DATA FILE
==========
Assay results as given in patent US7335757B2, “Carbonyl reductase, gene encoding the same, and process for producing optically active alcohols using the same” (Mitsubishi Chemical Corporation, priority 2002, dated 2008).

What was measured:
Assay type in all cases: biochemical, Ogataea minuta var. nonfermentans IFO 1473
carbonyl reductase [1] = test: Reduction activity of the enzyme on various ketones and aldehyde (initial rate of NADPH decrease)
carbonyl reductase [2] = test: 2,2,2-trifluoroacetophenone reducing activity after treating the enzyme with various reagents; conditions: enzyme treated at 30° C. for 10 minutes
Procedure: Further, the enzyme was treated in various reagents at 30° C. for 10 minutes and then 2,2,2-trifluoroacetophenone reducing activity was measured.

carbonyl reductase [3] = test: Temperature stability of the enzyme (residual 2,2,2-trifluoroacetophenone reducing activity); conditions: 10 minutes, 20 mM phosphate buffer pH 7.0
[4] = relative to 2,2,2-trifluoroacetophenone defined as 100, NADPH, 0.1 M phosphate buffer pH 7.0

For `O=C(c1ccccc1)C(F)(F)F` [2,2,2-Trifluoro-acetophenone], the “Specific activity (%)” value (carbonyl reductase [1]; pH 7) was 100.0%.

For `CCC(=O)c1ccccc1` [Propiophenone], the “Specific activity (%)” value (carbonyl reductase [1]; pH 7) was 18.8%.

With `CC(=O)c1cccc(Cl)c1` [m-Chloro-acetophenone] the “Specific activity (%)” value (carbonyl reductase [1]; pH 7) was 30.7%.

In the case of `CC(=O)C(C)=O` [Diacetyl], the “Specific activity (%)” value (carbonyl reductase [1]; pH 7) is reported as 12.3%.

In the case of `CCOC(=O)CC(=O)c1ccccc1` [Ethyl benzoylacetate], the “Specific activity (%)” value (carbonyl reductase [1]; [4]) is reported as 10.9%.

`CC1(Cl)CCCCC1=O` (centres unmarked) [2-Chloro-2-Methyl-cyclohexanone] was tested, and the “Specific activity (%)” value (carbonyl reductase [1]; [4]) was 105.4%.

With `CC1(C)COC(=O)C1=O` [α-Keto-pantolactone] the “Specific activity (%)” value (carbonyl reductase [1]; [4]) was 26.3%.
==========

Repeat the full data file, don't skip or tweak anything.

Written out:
Assay results as given in patent US7335757B2, “Carbonyl reductase, gene encoding the same, and process for producing optically active alcohols using the same” (Mitsubishi Chemical Corporation, priority 2002, dated 2008).

What was measured:
Assay type in all cases: biochemical, Ogataea minuta var. nonfermentans IFO 1473
carbonyl reductase [1] = test: Reduction activity of the enzyme on various ketones and aldehyde (initial rate of NADPH decrease)
carbonyl reductase [2] = test: 2,2,2-trifluoroacetophenone reducing activity after treating the enzyme with various reagents; conditions: enzyme treated at 30° C. for 10 minutes
Procedure: Further, the enzyme was treated in various reagents at 30° C. for 10 minutes and then 2,2,2-trifluoroacetophenone reducing activity was measured.

carbonyl reductase [3] = test: Temperature stability of the enzyme (residual 2,2,2-trifluoroacetophenone reducing activity); conditions: 10 minutes, 20 mM phosphate buffer pH 7.0
[4] = relative to 2,2,2-trifluoroacetophenone defined as 100, NADPH, 0.1 M phosphate buffer pH 7.0

For `O=C(c1ccccc1)C(F)(F)F` [2,2,2-Trifluoro-acetophenone], the “Specific activity (%)” value (carbonyl reductase [1]; pH 7) was 100.0%.

For `CCC(=O)c1ccccc1` [Propiophenone], the “Specific activity (%)” value (carbonyl reductase [1]; pH 7) was 18.8%.

With `CC(=O)c1cccc(Cl)c1` [m-Chloro-acetophenone] the “Specific activity (%)” value (carbonyl reductase [1]; pH 7) was 30.7%.

In the case of `CC(=O)C(C)=O` [Diacetyl], the “Specific activity (%)” value (carbonyl reductase [1]; pH 7) is reported as 12.3%.

In the case of `CCOC(=O)CC(=O)c1ccccc1` [Ethyl benzoylacetate], the “Specific activity (%)” value (carbonyl reductase [1]; [4]) is reported as 10.9%.

`CC1(Cl)CCCCC1=O` (centres unmarked) [2-Chloro-2-Methyl-cyclohexanone] was tested, and the “Specific activity (%)” value (carbonyl reductase [1]; [4]) was 105.4%.

With `CC1(C)COC(=O)C1=O` [α-Keto-pantolactone] the “Specific activity (%)” value (carbonyl reductase [1]; [4]) was 26.3%.